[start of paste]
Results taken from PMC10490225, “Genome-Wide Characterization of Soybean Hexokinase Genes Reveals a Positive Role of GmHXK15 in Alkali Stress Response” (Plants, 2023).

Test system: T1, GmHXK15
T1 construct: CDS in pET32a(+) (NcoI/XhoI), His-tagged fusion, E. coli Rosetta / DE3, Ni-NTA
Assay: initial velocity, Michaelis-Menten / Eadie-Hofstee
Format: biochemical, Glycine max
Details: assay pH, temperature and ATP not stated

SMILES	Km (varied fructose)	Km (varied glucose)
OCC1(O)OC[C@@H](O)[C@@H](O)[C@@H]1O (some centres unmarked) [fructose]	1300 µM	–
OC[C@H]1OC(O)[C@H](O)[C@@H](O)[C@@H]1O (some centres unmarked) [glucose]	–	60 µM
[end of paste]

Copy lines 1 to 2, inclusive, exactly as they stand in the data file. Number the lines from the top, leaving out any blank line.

Results taken from PMC10490225, “Genome-Wide Characterization of Soybean Hexokinase Genes Reveals a Positive Role of GmHXK15 in Alkali Stress Response” (Plants, 2023).

Test system: T1, GmHXK15